Jazz master Fred Radke and Big Band Director Chris McCourry dueled with their trumpets on Friday night. Stephen Smith | Courtesy

Fred Radke has lived his whole life on stage, with Gina Funes, his scatin’ soprano spouse, and his two favorite trumpets at his side. So he knows what a good per­for­mance takes: “Power. Soul. Passion.”

Radke’s lifelong tour dropped him off at the Howard Music Hall last week after he accepted an invite from his good friend Larry Arnn, pres­ident of Hillsdale College, over this past summer. He shared two days with the Hillsdale College Big Band, and gave their chops a thorough workout. In rehearsing the band on Feb. 9 and per­forming with them on their Feb. 10 concert, the renowned trum­peter and director of the Harry James Orchestra taught the group a thing or two about jazz.

“Working with Radke was crazy because he’s the epitome of a pro­fes­sional musician,” senior trumpet player Conor Woodfin said. “He doesn’t expect per­fection, but that’s his standard.”

Guys like Radke keep their expec­ta­tions high for a reason — they’ve been to the top, and they worked hard to get there. Radke spent his career jamming with the greats: Anita O’Day, the Glenn Miller Orchestra, The King Family, and Ella Fitzgerald, to name a few. He joined mul­tiple tours with his idol and mentor Harry James, a revered trumpet player from the heyday of the big band era — “Per­forming with Harry was like getting a trumpet lesson every night,” he remem­bered. Years later, he took over the band when it launched its anniversary tours. That’s the gig he’s got now.

While his stunner of a resume explains Radke’s pref­erence for excel­lence, the stories he fires off account for his persona.

Like the mid-tour flat tire that had him and Gina hiding under a bush: “We’re driving in the north of Thailand, and this is in 1966, so you can imagine how rural and how rough every­thing is over there.”  

Under the cover of foliage and dirt, the couple watched a local farmer slide down from his perch atop an elephant’s head to help their chauffeur fix their flat.

Then there was the time when he popped an Ambien sleeping pill he eye­balled as a Sudafed moments before curtain and played an entire show in a sedated state of drowsy delirium. But that, that’s nothing com­pared to the night one of his guys took a breather back­stage and leaned against  a lever that unleashed the auditorium’s sprinkler system onto an audience in black-tie formal wear: “I opened my eyes and we were in a shower! The first three rows were getting drenched!”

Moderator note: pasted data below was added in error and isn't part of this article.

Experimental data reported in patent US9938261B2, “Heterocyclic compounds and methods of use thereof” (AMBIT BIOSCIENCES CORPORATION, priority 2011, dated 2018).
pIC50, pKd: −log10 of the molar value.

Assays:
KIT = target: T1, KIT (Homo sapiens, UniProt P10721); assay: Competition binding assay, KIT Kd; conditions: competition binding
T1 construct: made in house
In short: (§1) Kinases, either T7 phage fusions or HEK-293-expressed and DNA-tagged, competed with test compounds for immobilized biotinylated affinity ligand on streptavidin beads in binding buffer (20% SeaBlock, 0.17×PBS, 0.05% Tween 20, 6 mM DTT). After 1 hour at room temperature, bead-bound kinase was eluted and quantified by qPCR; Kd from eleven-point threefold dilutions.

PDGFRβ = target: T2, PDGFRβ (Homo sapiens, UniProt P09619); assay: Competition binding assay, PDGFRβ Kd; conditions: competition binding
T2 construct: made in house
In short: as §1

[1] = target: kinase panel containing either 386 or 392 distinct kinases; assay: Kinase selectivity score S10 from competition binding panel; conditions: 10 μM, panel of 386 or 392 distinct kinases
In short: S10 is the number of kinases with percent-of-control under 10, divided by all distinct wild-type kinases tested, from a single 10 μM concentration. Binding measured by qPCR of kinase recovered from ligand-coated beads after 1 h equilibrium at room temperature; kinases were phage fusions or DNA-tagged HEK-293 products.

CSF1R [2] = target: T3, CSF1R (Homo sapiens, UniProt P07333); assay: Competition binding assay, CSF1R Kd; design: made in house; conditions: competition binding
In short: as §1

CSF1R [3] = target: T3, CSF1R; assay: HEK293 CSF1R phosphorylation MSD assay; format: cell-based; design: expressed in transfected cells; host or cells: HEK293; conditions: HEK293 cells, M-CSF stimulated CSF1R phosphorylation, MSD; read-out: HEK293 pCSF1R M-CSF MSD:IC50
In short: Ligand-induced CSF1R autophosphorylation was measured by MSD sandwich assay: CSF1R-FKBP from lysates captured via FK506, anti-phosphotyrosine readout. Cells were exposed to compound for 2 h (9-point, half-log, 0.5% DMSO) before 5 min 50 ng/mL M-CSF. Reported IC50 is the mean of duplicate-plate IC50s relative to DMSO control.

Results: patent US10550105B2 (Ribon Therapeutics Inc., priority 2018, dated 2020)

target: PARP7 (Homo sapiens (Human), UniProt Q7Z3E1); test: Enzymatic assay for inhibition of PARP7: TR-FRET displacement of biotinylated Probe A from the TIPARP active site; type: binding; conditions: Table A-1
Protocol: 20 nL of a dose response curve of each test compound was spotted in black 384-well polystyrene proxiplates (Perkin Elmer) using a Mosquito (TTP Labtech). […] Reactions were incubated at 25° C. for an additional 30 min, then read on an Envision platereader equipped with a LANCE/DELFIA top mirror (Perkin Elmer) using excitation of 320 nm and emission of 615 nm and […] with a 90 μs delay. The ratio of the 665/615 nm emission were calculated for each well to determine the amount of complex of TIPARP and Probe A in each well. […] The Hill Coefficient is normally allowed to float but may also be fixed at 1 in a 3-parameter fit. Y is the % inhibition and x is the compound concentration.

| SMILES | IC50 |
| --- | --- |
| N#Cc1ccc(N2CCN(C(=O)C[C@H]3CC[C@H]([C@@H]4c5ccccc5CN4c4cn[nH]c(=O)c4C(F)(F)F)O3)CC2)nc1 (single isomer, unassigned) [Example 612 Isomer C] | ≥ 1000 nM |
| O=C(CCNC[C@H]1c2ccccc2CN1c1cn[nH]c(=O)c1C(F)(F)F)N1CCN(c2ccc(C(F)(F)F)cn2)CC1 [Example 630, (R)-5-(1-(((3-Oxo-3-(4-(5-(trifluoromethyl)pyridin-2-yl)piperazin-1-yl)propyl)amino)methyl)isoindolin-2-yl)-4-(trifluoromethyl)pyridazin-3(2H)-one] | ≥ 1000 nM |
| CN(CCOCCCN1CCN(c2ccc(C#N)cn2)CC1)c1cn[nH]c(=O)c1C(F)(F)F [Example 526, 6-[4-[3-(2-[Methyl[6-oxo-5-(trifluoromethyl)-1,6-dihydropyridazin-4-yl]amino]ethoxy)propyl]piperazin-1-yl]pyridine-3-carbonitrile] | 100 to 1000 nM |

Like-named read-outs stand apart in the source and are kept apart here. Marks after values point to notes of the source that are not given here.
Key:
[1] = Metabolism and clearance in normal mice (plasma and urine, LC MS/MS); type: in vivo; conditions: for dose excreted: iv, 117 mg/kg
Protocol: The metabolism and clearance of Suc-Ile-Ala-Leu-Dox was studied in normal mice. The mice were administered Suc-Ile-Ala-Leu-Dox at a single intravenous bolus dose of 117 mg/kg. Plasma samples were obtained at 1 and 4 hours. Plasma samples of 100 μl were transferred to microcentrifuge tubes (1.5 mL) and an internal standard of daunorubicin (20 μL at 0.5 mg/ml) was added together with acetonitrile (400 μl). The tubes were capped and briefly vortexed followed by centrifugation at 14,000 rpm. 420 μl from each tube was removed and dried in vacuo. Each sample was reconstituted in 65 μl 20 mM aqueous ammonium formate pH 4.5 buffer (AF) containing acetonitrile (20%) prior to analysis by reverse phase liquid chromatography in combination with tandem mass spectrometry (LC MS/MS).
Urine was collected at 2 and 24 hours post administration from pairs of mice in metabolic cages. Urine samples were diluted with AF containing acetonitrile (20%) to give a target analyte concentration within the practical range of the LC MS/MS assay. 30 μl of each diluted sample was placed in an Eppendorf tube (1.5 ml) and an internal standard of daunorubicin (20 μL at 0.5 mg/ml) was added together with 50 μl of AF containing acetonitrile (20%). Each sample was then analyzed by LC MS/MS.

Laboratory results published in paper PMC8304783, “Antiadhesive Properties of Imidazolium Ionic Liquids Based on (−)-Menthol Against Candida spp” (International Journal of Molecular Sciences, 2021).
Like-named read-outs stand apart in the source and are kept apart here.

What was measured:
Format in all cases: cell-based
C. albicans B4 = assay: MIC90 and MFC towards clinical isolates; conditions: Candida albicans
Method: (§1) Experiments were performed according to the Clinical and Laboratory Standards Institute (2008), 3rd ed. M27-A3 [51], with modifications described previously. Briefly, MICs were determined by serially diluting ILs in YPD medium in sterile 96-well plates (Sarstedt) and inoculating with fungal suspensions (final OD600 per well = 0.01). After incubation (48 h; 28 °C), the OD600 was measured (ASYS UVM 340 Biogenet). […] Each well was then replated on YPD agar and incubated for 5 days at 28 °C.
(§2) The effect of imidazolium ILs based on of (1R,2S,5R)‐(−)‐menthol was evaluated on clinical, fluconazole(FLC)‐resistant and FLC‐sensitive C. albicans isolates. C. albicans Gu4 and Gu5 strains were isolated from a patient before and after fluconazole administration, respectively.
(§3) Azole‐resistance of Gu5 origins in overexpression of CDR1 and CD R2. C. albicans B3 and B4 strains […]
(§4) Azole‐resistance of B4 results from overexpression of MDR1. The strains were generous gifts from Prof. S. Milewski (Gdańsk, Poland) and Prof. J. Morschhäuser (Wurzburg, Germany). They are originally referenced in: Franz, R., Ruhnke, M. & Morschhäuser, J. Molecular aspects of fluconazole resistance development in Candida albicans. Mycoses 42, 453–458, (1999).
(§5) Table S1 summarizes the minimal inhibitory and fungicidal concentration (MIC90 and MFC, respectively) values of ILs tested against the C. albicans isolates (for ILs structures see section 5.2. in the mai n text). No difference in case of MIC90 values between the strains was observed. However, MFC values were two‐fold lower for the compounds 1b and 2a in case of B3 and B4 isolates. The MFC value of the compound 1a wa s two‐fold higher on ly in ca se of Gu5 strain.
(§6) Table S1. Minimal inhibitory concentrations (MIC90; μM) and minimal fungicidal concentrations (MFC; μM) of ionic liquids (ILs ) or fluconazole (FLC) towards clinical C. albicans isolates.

“God, there’s so many stories.”

Radke’s had a lifetime of this stuff, of swinging and schmoozing, and now he’s making sure the next gen­er­ation of jazz can take its turn under the spot­light. He says he can teach anyone to perform — it’s all in the attitude.

“If you are con­vincing with what you do, you’re going to have the audience react to your per­for­mance. If you are not con­vincing, then your audience might not react,” Radke said. “I think when you’re per­forming you have to make sure you’re in shape phys­i­cally, men­tally, and endurance- and tech­nique-wise. Serious musi­cians practice everyday. In a way, that shows you what level of per­for­mance you should try to achieve.”

Radke kicked off the big band’s boot camp with a reper­toire overhaul. Prior to, the ensemble had a fort­night to master seven spanking-new charts, as their per­for­mance with this world-renowned cat loomed overhead. Then the cat himself arrived on scene. With showtime only a rehearsal away, he passed out two new charts from his band’s per­sonal library. The snappy turn­around proved a good lesson, though.

“The band learned in the real world you get less than a week to prep,” Hillsdale College Big Band Director Chris McCourry said. “It was a great reality check.”

So that’s where he took the Big Band next. After he had the band’s setlist to his liking, Radke moved on to teach skillful musi­cianship and per­suasive show­manship, two ele­ments of a great per­for­mance. For Radke, those are lessons best taught by example.

“I believe this: A band is as strong as its leaders,” Radke said. “If I expect my trumpet players to play a certain way, to play aggres­sively, then I do it. I have to be able to do it. I don’t expect anybody to be able to do some­thing that I can’t do. When you portray that to stu­dents, they say ‘Wow, this guy really plays…We better do our homework.’”

For young players, this homework means lis­tening to jazz greats, “the champion players,” and imi­tating their style and tech­nique, habits Radke stresses. Radke said he spent his for­mative years spinning records by trum­peting giants like Dizzy Gillespie and Miles Davis. It’s easier nowadays: YouTube lets stu­dents study whomever they like.

“Young players have an oppor­tunity to watch these cats,” Radke said. “You take your style and their styles, and you put it in a big barrel and mix it all up, and you take it out and that’s your style. You’re influ­enced by everyone.”

Even­tually, though, players jump from practice to per­for­mance, and that’s what Radke knows best.

“I’ve never seen someone that looked so com­fortable per­forming,” Woodfin said. “The stage is his home. His entire life is there.”

Radke said a good musician will play with con­viction and with feeling. Oth­erwise, he’ll never con­vince his audience to par­tic­ipate in the music. When the closing soloist sends his final phrase forth, the art of per­forming is always in power, soul, and passion.